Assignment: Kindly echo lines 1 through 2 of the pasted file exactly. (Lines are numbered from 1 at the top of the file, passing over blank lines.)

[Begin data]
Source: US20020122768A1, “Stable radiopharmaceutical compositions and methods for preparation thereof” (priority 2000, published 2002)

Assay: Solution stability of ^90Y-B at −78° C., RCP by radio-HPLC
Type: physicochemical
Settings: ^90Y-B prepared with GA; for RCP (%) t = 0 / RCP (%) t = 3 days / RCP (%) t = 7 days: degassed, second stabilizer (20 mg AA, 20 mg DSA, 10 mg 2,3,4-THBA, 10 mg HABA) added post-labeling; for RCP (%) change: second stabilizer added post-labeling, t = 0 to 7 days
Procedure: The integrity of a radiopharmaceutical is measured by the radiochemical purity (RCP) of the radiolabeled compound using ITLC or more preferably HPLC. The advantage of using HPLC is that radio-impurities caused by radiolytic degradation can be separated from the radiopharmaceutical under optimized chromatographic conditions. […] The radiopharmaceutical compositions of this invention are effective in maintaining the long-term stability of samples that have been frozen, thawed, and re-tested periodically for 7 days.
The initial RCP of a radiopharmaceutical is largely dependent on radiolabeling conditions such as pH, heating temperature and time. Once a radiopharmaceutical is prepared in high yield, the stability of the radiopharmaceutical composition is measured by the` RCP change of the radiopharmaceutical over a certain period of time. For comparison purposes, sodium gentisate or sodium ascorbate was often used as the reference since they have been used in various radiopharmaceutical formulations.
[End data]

Source: US20020122768A1, “Stable radiopharmaceutical compositions and methods for preparation thereof” (priority 2000, published 2002)

Assay: Solution stability of ^90Y-B at −78° C., RCP by radio-HPLC